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There is huge need for discovery and validation of novel biomarkers for early diagnoses of various diseases. Usually, a common endpoint for a biomarker discovery experiment is a list of putative marker proteins, and a reasonable next step will be to perform targeted quantitative measurements of these proteins in an expanded patient population to assess their validity as markers. Analytical accuracy and precision are required for unambiguous quantitative analysis of these targeted proteins from complex biological fluids, such as human plasma/serum. Wide dynamic range and high sensitivity are also critical for detecting low-abundance proteins from the complex samples.
One approach for this application is the use of tandem mass spectrometry to monitor a unique peptide (or peptides) from a protein of interest by a selected reaction monitoring (SRM) assay, or by simultaneous analysis of many peptides by a multiple selected reaction monitoring (mSRM) assay. This approach can be extended further to provide absolute quantitation of targeted proteins by incorporation of appropriate stable isotope-labeled peptides as internal standards. While mSRM assays are sensitive for targeted peptides, in a complex matrix, such as human serum, assay selectivity can become a major issue. It is often difficult to differentiate between the targeted peptide signal and matrix background, particularly when quantifying many very low abundance proteins. The unique high-resolution SRM (h-SRM) capability of the TSQ Quantum Ultra can help to significantly overcome this problem and increase mSRM assay specificity.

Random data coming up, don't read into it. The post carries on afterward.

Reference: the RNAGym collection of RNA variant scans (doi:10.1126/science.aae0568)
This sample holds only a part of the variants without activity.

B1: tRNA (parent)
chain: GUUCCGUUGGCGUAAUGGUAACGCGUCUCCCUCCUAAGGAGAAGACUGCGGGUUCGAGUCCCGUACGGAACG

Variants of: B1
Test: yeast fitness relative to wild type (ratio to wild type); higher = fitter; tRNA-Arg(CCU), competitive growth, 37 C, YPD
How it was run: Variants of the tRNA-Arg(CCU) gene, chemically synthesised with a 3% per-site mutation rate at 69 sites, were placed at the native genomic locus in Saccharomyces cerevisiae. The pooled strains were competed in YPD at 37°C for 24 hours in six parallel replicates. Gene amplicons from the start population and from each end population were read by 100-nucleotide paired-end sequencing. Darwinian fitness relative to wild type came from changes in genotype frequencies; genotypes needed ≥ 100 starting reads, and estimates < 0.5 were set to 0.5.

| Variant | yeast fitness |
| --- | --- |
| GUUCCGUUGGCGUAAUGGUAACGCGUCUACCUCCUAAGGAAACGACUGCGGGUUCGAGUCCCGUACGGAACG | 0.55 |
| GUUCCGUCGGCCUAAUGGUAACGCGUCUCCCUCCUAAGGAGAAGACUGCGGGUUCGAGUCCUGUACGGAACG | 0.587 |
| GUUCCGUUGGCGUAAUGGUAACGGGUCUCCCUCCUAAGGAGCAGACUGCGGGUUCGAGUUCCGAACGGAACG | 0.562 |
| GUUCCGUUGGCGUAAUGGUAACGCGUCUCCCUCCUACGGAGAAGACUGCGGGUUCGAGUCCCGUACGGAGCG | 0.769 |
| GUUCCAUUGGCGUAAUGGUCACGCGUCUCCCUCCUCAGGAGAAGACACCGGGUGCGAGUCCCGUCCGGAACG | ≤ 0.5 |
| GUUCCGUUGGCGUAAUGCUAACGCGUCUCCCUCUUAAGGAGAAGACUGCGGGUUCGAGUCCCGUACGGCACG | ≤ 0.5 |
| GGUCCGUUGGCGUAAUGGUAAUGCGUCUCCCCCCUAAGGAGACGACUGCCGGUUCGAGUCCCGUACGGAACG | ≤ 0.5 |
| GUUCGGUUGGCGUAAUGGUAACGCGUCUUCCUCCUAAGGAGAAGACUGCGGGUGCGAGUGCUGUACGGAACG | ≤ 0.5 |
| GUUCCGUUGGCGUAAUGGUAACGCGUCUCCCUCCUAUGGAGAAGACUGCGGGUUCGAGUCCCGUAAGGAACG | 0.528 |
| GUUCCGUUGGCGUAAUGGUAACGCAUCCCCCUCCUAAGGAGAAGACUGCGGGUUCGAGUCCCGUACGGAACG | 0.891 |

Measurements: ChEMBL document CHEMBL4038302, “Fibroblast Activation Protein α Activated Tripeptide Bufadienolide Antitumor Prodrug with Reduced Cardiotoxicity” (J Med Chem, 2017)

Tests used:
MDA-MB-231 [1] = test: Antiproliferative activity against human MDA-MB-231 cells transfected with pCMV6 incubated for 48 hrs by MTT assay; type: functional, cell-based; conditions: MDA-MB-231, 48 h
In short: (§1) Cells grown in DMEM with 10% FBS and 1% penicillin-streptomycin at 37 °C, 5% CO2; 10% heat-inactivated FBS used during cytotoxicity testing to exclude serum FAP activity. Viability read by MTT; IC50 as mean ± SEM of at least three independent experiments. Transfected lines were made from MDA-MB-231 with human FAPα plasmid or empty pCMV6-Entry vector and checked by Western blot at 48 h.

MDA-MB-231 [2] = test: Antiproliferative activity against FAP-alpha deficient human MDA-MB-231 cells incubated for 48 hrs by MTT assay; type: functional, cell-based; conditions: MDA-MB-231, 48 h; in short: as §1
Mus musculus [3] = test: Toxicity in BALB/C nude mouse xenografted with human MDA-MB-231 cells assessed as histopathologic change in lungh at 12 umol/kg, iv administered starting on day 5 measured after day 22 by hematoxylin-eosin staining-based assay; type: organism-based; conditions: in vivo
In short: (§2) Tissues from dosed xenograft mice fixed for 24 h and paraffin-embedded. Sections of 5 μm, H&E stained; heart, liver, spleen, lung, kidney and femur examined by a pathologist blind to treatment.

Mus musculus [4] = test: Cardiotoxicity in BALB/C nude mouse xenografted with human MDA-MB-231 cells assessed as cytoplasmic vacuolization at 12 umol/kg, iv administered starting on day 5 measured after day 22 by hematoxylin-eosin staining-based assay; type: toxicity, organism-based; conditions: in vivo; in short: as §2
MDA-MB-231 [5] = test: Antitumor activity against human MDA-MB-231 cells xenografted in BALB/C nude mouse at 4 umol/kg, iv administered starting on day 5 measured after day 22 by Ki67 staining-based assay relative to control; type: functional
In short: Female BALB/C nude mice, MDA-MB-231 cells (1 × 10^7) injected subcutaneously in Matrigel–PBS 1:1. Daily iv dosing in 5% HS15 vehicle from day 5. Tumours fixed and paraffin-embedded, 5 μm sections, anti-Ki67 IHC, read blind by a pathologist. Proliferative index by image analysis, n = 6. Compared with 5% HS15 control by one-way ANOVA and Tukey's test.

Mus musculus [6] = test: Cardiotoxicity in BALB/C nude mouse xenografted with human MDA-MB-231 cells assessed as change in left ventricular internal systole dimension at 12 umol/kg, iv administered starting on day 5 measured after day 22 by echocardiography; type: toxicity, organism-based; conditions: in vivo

In this presentation, we demonstrate the TSQ Quantum Ultra mass spectrometer’s unparalleled capability for highly sensitive and accurate multiple protein quantitation from human plasma by using high-resolution multiple reaction assays. Over 300 mSRM transition assays were developed for detecting major proteins and known biomarkers simultaneously from human plasma by using both unit mass resolution and high-resolution on the Q1 quadruple.